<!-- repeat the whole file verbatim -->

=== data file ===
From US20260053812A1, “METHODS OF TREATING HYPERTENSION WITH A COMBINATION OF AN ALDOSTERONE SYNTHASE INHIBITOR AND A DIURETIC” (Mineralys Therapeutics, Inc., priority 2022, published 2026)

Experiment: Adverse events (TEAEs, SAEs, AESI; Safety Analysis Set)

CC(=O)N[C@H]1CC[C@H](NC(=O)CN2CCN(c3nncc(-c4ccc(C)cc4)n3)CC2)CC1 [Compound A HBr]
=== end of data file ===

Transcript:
From US20260053812A1, “METHODS OF TREATING HYPERTENSION WITH A COMBINATION OF AN ALDOSTERONE SYNTHASE INHIBITOR AND A DIURETIC” (Mineralys Therapeutics, Inc., priority 2022, published 2026)

Experiment: Adverse events (TEAEs, SAEs, AESI; Safety Analysis Set)

CC(=O)N[C@H]1CC[C@H](NC(=O)CN2CCN(c3nncc(-c4ccc(C)cc4)n3)CC2)CC1 [Compound A HBr]